Last week, on a rather soggy, windswept London evening, members of Transitions Belsize, Bethnal Green, Brentford, Brixton, Crouch End, Crystal Palace, Finsbury Park, Hackney, Highbury, Kensal to Kilburn, Kentish Town, Lewisham, Peckham, Stoke Newington, Tooting, Tufnell Park, Walthamstow, Wandsworth, Wanstead, Westcombe, Willesden and Wimbledon (and probably a few more besides), as well as members of the public, gathered at the GLA building in London, to help celebrate Transition in London, and the launch of ‘The Transition Companion’.
After my talk in Norwich last week, I met a local authority emergency planner, who said that he had found the talk, and the Transition take on resilience, very illuminating. He pointed me in the direction of the latest ‘Strategic National Framework on Community Resilience’, the latest “national statement for how individual and community resilience can work”, published by the Cabinet Office in March of this year. It is a fascinating document, and is indeed the first official government document on community resilience that refers explicitly to the Transition movement, and as such deserves a post reflecting on it. It also offers a tantalising glimpse into what a government response to peak oil, climate change and economic contraction might look like if anyone had the imagination to create one.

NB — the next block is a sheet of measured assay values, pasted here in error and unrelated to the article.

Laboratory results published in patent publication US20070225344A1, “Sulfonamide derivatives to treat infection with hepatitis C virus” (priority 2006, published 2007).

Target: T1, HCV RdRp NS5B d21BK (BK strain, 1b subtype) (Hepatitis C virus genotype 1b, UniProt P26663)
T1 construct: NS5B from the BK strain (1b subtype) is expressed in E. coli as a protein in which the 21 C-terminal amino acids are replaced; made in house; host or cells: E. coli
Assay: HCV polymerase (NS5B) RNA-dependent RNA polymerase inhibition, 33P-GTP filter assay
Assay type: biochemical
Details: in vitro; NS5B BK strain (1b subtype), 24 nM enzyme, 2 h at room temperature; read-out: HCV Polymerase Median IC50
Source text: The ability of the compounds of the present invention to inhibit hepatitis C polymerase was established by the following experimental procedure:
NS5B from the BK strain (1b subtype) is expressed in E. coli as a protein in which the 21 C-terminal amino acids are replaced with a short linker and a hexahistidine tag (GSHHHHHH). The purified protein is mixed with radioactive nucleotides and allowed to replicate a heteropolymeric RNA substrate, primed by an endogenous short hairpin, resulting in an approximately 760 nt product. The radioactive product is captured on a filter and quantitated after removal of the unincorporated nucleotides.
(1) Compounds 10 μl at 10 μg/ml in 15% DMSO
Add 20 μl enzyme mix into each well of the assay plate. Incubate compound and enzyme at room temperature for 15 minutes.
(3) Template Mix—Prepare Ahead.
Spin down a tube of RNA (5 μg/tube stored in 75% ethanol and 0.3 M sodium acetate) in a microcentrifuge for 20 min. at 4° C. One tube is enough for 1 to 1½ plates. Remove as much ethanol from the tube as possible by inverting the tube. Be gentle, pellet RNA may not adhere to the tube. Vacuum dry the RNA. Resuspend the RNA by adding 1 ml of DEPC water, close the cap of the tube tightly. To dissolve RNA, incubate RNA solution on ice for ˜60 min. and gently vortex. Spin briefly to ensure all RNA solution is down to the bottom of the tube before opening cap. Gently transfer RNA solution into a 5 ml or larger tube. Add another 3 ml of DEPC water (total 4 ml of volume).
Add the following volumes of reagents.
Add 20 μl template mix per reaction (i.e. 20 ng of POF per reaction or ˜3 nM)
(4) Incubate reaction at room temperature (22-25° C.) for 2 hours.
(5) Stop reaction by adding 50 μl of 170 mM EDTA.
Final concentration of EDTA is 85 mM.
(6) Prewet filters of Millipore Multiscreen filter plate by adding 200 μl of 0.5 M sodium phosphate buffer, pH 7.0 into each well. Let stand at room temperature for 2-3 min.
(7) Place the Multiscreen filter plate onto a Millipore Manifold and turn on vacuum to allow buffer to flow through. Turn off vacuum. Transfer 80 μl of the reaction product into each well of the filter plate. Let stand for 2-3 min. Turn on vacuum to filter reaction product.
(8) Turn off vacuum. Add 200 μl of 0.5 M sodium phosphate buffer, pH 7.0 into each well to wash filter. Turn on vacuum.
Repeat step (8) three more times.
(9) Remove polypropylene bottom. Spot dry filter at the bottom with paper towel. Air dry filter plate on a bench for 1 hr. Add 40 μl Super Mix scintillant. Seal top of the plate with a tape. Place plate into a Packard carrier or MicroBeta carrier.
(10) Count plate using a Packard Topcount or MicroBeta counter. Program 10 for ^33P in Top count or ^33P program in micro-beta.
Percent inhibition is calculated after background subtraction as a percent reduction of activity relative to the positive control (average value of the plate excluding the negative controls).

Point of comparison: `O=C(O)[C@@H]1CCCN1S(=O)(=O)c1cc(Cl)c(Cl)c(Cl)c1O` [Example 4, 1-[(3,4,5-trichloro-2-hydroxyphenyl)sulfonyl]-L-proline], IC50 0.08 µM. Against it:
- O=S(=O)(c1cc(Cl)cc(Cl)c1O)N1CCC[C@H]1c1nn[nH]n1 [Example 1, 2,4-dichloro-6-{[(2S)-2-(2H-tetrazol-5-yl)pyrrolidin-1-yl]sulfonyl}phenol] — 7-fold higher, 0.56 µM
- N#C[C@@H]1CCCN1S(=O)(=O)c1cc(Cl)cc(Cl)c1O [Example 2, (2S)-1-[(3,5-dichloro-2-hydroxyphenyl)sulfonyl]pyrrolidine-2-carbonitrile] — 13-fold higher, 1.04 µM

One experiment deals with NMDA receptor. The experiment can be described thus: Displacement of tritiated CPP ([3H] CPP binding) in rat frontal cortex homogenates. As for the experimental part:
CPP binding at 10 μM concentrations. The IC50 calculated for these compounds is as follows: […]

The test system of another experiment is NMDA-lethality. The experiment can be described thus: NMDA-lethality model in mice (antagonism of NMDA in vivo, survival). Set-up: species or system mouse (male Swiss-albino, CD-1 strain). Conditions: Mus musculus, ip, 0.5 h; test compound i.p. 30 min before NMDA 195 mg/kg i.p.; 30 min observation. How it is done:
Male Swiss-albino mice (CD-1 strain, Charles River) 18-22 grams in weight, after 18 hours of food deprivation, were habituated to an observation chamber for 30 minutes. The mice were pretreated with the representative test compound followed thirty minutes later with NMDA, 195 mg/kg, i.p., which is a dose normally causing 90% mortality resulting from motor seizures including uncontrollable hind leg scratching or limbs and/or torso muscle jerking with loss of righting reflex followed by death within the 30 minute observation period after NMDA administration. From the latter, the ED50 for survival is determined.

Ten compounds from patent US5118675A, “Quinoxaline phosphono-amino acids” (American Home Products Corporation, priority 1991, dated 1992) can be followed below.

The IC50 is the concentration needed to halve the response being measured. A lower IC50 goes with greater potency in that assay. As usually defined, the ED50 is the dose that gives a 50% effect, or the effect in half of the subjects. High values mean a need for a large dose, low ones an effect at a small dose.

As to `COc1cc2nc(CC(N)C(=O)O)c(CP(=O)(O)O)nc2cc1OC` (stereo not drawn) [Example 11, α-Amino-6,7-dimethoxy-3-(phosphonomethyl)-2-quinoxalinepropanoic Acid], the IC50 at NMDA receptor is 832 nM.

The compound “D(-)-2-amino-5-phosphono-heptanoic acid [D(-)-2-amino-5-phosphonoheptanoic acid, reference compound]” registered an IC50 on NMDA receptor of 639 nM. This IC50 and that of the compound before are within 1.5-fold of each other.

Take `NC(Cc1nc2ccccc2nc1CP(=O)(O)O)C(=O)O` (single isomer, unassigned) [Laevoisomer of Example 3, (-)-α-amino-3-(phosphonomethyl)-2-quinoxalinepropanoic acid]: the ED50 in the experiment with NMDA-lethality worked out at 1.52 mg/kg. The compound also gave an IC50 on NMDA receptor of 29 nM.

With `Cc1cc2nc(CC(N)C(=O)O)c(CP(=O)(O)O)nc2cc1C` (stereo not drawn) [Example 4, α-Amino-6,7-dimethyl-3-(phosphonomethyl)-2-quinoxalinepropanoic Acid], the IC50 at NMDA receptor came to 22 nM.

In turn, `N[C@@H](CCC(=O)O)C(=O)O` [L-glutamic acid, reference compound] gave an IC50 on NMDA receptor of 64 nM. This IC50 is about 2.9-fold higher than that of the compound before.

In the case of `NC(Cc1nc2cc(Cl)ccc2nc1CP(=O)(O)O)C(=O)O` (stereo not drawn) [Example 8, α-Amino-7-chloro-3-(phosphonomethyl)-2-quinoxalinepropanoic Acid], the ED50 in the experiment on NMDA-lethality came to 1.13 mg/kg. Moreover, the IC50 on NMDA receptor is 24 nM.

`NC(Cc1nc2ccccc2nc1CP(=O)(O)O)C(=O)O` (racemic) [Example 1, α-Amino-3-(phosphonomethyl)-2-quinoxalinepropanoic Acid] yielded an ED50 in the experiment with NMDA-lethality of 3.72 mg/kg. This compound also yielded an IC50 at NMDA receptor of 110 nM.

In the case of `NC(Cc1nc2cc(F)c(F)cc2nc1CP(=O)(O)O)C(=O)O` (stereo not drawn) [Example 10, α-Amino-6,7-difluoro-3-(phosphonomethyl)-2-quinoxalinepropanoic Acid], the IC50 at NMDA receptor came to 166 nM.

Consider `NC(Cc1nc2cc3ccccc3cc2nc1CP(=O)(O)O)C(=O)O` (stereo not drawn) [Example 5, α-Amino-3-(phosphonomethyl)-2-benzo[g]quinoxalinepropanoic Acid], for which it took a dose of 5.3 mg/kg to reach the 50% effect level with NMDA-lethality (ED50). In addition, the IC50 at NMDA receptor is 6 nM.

“What would it look like if the best responses to peak oil and climate change came not from committees and Acts of Parliament, but from you and me and the people around us?”
It’s a big question, which is why it requires this relatively big book to address it, but I think you’re going to enjoy the pages ahead, and the journey they will take you on. For the first The Transition Handbook, published in 2008, this was pretty much a speculative question, but for this new book we are able to draw from what has, in effect, been a five-year worldwide experiment, an attempt to try to put the Transition idea into practice. I think it is one of the most important social experiments happening anywhere in the world at the moment. I hope that by the end of this book you will agree, that if you aren’t involved you will want to get involved, and if you are already involved, it will affirm, inspire and deepen what you are doing and give you a new way of looking at it.